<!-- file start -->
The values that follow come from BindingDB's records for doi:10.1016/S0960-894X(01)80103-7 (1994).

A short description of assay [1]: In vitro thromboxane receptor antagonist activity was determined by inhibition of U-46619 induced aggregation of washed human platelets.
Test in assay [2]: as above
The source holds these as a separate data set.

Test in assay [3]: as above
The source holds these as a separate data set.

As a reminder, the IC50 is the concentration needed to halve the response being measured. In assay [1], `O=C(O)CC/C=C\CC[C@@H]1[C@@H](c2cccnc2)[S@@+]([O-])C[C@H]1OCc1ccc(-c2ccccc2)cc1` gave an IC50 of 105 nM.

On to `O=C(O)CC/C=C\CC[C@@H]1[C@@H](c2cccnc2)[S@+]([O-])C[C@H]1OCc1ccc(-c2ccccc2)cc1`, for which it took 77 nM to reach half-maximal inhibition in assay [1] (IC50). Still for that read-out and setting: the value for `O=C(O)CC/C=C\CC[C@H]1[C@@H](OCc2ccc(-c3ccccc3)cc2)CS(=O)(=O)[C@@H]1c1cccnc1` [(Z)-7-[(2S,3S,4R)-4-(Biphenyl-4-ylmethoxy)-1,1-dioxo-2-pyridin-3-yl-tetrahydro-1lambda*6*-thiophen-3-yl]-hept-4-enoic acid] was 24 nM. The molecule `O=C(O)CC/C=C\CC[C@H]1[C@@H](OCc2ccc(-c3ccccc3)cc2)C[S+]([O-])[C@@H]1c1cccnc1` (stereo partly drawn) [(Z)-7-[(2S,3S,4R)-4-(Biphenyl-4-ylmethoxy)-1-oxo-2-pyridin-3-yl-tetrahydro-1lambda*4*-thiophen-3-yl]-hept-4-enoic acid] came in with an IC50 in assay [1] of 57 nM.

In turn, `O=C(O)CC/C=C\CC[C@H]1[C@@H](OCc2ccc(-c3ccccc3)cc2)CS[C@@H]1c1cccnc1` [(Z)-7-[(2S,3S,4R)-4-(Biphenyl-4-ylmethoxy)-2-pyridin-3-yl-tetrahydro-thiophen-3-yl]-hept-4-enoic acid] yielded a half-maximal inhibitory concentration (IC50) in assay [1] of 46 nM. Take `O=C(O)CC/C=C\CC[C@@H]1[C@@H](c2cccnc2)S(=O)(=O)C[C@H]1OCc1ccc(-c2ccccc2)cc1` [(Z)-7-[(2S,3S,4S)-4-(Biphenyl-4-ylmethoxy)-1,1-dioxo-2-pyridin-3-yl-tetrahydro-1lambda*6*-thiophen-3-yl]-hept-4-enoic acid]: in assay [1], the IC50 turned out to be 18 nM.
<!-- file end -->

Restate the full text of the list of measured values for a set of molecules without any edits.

The values that follow come from BindingDB's records for doi:10.1016/S0960-894X(01)80103-7 (1994).

A short description of assay [1]: In vitro thromboxane receptor antagonist activity was determined by inhibition of U-46619 induced aggregation of washed human platelets.
Test in assay [2]: as above
The source holds these as a separate data set.

Test in assay [3]: as above
The source holds these as a separate data set.

As a reminder, the IC50 is the concentration needed to halve the response being measured. In assay [1], `O=C(O)CC/C=C\CC[C@@H]1[C@@H](c2cccnc2)[S@@+]([O-])C[C@H]1OCc1ccc(-c2ccccc2)cc1` gave an IC50 of 105 nM.

On to `O=C(O)CC/C=C\CC[C@@H]1[C@@H](c2cccnc2)[S@+]([O-])C[C@H]1OCc1ccc(-c2ccccc2)cc1`, for which it took 77 nM to reach half-maximal inhibition in assay [1] (IC50). Still for that read-out and setting: the value for `O=C(O)CC/C=C\CC[C@H]1[C@@H](OCc2ccc(-c3ccccc3)cc2)CS(=O)(=O)[C@@H]1c1cccnc1` [(Z)-7-[(2S,3S,4R)-4-(Biphenyl-4-ylmethoxy)-1,1-dioxo-2-pyridin-3-yl-tetrahydro-1lambda*6*-thiophen-3-yl]-hept-4-enoic acid] was 24 nM. The molecule `O=C(O)CC/C=C\CC[C@H]1[C@@H](OCc2ccc(-c3ccccc3)cc2)C[S+]([O-])[C@@H]1c1cccnc1` (stereo partly drawn) [(Z)-7-[(2S,3S,4R)-4-(Biphenyl-4-ylmethoxy)-1-oxo-2-pyridin-3-yl-tetrahydro-1lambda*4*-thiophen-3-yl]-hept-4-enoic acid] came in with an IC50 in assay [1] of 57 nM.

In turn, `O=C(O)CC/C=C\CC[C@H]1[C@@H](OCc2ccc(-c3ccccc3)cc2)CS[C@@H]1c1cccnc1` [(Z)-7-[(2S,3S,4R)-4-(Biphenyl-4-ylmethoxy)-2-pyridin-3-yl-tetrahydro-thiophen-3-yl]-hept-4-enoic acid] yielded a half-maximal inhibitory concentration (IC50) in assay [1] of 46 nM. Take `O=C(O)CC/C=C\CC[C@@H]1[C@@H](c2cccnc2)S(=O)(=O)C[C@H]1OCc1ccc(-c2ccccc2)cc1` [(Z)-7-[(2S,3S,4S)-4-(Biphenyl-4-ylmethoxy)-1,1-dioxo-2-pyridin-3-yl-tetrahydro-1lambda*6*-thiophen-3-yl]-hept-4-enoic acid]: in assay [1], the IC50 turned out to be 18 nM.